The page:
Department of Education Department of Education Department of Education Department of Education

• Good Teaching: A Guide for Staff Discussion


Good Practice
• Good Teaching: Differentiated Classroom Practice – Learning for All
• Good Teaching: Curriculum Mapping and Planning – Planning for Learning
• Good Teaching: Quality Assessment Practices – Guiding Learning
Video
• The accompanying videos
It should also be used in conjunction with:
Supporting Literacy and Numeracy Success which provides teachers with strategies for improving literacy and
numeracy
Tool outcomes as they plan using curriculum documents.
Respectful Schools Respectful Behaviour which highlights the importance of providing safe and supportive
environments as a vital part of quality teaching and learning.
Practical examples are provided using the following identifiers:

Template Good Video Tool


Practice
G O O D T E AC H I N G : D i f f e r e n t i a t e d C l a s s r o o m P r a c t i c e – L e a r n i n g f o r A l l 3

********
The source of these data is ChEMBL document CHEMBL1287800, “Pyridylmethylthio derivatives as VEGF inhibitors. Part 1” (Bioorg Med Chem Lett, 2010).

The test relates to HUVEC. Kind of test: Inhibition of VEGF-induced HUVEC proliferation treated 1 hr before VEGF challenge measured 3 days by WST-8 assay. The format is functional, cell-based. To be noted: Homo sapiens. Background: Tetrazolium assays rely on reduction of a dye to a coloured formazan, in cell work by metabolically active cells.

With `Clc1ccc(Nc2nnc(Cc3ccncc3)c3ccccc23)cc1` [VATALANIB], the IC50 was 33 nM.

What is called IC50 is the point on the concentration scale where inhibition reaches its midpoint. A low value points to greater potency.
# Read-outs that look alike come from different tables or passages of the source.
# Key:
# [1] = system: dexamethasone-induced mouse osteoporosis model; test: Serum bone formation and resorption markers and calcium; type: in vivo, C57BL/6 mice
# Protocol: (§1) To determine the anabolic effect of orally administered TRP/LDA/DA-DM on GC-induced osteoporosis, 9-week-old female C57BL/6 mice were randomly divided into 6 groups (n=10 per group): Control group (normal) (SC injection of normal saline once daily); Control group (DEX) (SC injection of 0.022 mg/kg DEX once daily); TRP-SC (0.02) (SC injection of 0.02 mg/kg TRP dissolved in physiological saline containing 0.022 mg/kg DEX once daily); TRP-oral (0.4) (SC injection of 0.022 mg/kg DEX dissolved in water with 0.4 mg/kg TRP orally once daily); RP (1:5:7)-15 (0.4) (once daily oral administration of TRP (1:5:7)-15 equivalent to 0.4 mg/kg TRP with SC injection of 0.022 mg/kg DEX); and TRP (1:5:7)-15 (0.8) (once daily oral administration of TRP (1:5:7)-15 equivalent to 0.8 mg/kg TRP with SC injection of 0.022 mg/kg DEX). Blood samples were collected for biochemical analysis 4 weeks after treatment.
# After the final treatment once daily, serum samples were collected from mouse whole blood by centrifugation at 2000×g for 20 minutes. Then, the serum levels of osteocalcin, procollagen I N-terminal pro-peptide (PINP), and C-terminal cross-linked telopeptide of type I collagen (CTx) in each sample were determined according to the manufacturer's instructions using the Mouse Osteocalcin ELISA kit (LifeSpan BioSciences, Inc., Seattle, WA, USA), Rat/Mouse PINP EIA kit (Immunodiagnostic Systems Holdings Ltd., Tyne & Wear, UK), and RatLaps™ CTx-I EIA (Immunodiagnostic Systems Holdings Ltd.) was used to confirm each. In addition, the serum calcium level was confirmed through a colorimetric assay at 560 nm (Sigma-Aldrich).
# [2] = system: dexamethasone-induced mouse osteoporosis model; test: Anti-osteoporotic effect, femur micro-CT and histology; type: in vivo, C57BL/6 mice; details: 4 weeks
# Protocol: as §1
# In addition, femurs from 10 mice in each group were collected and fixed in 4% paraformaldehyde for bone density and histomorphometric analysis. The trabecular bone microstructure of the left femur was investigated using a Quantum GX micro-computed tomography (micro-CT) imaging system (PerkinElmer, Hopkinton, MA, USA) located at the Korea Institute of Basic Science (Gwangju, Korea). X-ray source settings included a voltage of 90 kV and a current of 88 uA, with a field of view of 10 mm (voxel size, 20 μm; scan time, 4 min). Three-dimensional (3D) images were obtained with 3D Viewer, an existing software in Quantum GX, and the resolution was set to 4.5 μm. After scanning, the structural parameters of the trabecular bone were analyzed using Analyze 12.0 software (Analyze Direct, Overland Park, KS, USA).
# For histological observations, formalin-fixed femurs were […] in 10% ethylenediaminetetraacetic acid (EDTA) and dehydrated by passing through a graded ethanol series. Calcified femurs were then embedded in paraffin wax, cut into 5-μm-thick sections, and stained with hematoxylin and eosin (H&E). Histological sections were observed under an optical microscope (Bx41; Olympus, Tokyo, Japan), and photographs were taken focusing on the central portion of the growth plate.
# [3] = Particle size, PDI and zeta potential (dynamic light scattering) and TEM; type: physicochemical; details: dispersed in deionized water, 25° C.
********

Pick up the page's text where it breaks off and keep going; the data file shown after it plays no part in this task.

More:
Supporting school improvement and quality teaching


The Department of Education’s Learners First Strategy outlines the department’s Key Drivers and Priorities
including a clear focus on quality teaching and learning as it works to build great schools.
This resource supports schools as they engage with the National
School Improvement Tool. 2014/17
T
LE AR N ER S FI RS
Strat egy

While the resource is a useful standalone document for teachers, Conn ecte d and
Inspi red
Our Mission Tasmanian with
ty to continue
to learn and reach
the opportuni to contr ibute positively to
To provide every fulfilling and productive lives
and
their
the community.

its messages will be more powerful if it is incorporated into whole Our Vision
We aim todevelop succe
innovative Tasm
anians.
ssful, skilled and potential, to lead

Respect
Relationships
and strength through
We achieve growth our learners,

school planning practices. For example, principals may use it as the


each other connections with
interactions, with partnerships and and the world.
Positive and effective ent, are conducted on the their communities
Equity g and engaging and with our environm accountability.
right to challengin
Our Values Excellence and a
ons for our learners e and
We all have the ities in appropriate settings.
learning opportun
basis of responsib
ility, integrity and

We have high expectati of excellenc


Learning productive and ent to the pursuit and in

basis for Performance and Development Plan (PDP) conversations.